Press-Kit for eROSITA First Light

October 22, 2019

First Light images by the eROSITA X-ray telescope.
You are free to use the images for your eROSITA reporting, please give the appropriate copyright with each image.

This image shows our neighbouring galaxy, the Large Magellanic Cloud, observed in series of exposures with all seven eROSITA telescope modules taken from 18 to 19 October 2019. The diffuse emission originates from the hot gas between the stars with temperatures typically a few million degrees. The more compact nebulous structures in the image are mainly supernova remnants, i.e. stellar atmospheres expelled in huge explosions at the end of a massive star’s lifetime. The most prominent one, SN1987A, is seen as the bright source close to the centre. A host of other sources in the LMC itself include accreting binary stars or stellar clusters with very massive young stars (up to 100 solar masses and more). There are also a number of point sources, either foreground stars from our home Galaxy or distant Active Galactic Nuclei.

The same image of the LMC but with a number of prominent sources identified. Some objects, such as the Tarantula nebula are identified by name. Some foreground stars have a known distance (in pc), as do some background AGN (in redshift). The “angel” at the bottom left corner of the image is produced by the first X-ray source ever detected in the LMC; this source is slightly off-camera, but due to its extreme brightness some light is scattered onto the detectors through the eROSITA mirrors producing both the bright feature in the corner and the arches that seem to be propagating from there.

These two eROSITA images show the two interacting galaxy clusters A3391, to the top of the image, and the double-peaked cluster A3395, to the bottom, highlighting eROSITA’s superb view of the distant Universe. They were observed in a series of exposures with all seven eROSITA telescope modules taken from 17 to 18 October 2019. The individual images were subjected to different analysis techniques, and then coloured in different schemes to highlight the different structures. In the left-hand image, the red, green and blue colours refer to the three different energy bands of eROSITA. One clearly sees the two clusters as nebulous structures, which shine brightly in X-rays due to the presence of extremely hot gas (tens of millions of degrees) in the space between galaxies. The image on the right highlights the “bridge” or “filament” between the two clusters, confirming the suspicion that these two huge structures do interact dynamically. The eROSITA observations also show hundreds of point-like sources, signposting either distant supermassive black holes or hot stars in the Milky Way.

Comparison of the eROSITA First Light image (top left) of the two interacting galaxy clusters A3391 and A3395 with other images of the same system: by the ESA X-ray telescope XMM-Newton (top right), the ROSAT X-ray camera (bottom left), and by the Planck satellite (bottom right), which was observing at much lower energy (sub-millimetre wavelengths).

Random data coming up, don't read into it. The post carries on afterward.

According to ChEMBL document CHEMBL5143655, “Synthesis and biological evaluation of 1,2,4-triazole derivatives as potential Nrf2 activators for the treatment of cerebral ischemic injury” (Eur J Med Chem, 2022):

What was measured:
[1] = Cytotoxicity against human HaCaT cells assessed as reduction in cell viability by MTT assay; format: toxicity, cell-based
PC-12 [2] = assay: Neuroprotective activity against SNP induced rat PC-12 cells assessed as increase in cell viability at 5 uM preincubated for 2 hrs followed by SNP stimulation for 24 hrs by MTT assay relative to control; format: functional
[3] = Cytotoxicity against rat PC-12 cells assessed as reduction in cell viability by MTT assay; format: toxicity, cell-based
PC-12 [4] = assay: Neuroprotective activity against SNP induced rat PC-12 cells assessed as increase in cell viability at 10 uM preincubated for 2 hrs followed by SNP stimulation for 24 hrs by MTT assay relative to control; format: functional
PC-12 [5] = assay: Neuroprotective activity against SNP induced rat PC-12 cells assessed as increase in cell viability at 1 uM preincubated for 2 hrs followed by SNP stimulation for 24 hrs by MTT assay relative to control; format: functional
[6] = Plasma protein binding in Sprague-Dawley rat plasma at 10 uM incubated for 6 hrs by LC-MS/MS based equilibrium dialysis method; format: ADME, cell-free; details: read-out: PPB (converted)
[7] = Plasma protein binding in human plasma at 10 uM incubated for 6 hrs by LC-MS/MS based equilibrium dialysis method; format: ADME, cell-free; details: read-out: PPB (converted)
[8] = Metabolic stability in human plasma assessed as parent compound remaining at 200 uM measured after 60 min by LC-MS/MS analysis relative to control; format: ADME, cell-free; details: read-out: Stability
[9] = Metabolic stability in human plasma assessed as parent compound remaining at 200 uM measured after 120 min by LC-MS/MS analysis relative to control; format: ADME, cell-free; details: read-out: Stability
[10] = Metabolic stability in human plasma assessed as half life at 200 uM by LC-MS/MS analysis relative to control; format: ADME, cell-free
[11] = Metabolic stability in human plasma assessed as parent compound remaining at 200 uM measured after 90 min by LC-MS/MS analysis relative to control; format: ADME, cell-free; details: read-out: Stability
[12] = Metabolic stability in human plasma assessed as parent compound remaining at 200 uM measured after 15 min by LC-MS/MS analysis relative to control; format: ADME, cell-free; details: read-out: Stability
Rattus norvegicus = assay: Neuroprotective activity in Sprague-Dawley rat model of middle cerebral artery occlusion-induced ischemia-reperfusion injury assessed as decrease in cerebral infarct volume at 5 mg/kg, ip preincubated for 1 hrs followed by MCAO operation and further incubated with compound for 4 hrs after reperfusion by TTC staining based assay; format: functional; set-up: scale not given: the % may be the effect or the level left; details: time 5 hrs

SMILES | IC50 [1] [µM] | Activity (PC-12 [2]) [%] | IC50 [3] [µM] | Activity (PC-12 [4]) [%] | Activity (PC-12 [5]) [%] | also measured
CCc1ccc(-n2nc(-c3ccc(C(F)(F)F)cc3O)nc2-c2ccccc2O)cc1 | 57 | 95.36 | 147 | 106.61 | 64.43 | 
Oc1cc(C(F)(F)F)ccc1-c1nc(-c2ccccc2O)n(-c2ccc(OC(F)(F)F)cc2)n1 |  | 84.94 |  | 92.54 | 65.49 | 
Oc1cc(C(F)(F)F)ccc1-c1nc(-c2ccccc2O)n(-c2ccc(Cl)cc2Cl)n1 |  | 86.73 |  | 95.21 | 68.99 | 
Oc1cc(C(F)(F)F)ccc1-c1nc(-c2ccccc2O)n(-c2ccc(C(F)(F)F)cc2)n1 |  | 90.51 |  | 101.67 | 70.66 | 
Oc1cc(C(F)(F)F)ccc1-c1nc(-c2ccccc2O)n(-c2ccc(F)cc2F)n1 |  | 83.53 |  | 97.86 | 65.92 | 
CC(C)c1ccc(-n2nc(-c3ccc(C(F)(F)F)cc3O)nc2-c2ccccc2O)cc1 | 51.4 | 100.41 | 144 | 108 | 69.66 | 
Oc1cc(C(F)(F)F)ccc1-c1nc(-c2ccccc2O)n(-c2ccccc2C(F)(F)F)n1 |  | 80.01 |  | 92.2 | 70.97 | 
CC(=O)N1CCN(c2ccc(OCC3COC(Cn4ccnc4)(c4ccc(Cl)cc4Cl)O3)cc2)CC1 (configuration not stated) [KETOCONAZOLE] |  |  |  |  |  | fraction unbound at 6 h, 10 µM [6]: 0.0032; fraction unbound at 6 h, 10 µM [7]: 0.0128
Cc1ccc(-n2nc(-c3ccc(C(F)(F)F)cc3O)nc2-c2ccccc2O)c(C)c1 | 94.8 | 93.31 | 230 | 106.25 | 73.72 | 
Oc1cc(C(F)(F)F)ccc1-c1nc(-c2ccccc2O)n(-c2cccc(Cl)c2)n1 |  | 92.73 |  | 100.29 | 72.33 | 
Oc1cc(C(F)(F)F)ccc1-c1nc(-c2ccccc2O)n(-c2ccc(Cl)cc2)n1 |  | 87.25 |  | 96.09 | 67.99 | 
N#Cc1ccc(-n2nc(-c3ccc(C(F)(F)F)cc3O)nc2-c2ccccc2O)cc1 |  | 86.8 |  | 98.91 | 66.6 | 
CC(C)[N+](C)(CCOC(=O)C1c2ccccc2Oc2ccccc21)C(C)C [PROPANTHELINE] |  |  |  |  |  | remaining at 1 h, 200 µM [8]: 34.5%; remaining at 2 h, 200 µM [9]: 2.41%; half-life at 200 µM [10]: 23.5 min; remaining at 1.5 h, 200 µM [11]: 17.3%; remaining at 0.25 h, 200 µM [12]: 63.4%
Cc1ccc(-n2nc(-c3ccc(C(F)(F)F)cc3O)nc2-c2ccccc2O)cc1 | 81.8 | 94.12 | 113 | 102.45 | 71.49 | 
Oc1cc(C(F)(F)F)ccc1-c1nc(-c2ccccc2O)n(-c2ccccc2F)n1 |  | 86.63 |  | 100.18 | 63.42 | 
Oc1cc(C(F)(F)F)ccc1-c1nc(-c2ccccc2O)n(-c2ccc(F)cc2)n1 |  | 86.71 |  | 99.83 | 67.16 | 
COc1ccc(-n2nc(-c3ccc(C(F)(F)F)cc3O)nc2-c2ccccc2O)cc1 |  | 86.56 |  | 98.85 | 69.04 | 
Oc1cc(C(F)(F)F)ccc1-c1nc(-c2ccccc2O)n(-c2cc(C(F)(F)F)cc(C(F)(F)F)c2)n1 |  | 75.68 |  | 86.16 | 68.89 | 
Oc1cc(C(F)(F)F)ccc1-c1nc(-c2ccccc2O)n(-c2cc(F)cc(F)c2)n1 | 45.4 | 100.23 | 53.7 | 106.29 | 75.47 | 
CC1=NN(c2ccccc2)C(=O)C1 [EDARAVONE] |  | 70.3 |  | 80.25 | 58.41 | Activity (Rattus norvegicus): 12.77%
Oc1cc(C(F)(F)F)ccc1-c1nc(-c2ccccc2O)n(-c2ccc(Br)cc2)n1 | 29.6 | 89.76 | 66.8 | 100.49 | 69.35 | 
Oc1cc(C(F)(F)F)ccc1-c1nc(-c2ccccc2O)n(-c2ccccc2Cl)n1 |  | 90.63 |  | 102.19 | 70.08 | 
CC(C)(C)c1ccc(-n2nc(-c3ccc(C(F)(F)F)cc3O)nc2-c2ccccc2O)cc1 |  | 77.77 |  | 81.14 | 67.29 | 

eROSITA image of the interacting galaxy clusters in RGB colours.
eROSITA image of the interacting galaxy clusters, highlighting the "bridge" between the two clusters.

The supernova remnant N132D in the Large Magellanic Cloud is at a distance of about 160000 light-years, the corresponding supernova explosion happened about 3000 years ago. The eROSITA observations not only demonstrate the extremely high dynamical range (the surface brightness of N132D is 5000 times higher than its surroundings) and excellent spatial (top right) but also spectral resolution (bottom right). In the eROSITA spectrum, i.e. the „X-ray rainbow“ lines from several heavy elements can be idenfied: oxygen (O), iron (Fe), neon (Ne), magnesium (Mg), and silicon (Si)

The eROSITA observation of the isolated neutron star pulsar B0656+14 happened October 14 and 15 for a total of 28 hours with all seven telescope modules. In the combined image (left) low-energy photons are displayed in red and high-energy photons in blue. The pulsar sticks out clearly in brightness and in color, where the red color indicates a so-called soft spectrum. The accompanying spectrum on the right, shows a dip at an energy of about 0.5 keV, which has been hinted at in previous observations but is detected clearly for the first time with eROSITA due to its excellent sensitivity and spectral resolution. This unexplained feature will give astronomers new insights into the physics of neutron stars.

One of the most famous Active Galactic Nuclei (AGN), the ultrasoft Narrow-Line Seyfert 1 Galaxy 1H0707-495, has been detected with eROSITA as one of its first observations on 13 October 2019 for about 60.000 seconds. Situated near the bottom of this image, this galaxy is a highly variable AGN with a complex, steep X-ray spectrum. The two light-curves on the right show simultaneous observations with eROSITA (top) and XMM-Newton (bottom). Please notice the different scaling of the two plots; due to its larger accumulating area and its L2 location, eROSITA has a higher count rate and a more stable background (thin line at the bottom). The simultaneous eROSITA and XMM-Newton observations demonstrate the excellent calibration of eROSITA.

This plot shows the X-ray spectrum of the supernova SN 1987A. The black curve is based on data observed with all seven eROSITA telescope modules, the red curve is based on data from XMM-Newton. The eROSITA spectrum clearly demonstrates the overall higher efficiency and better spectral resolution especially at low energies.

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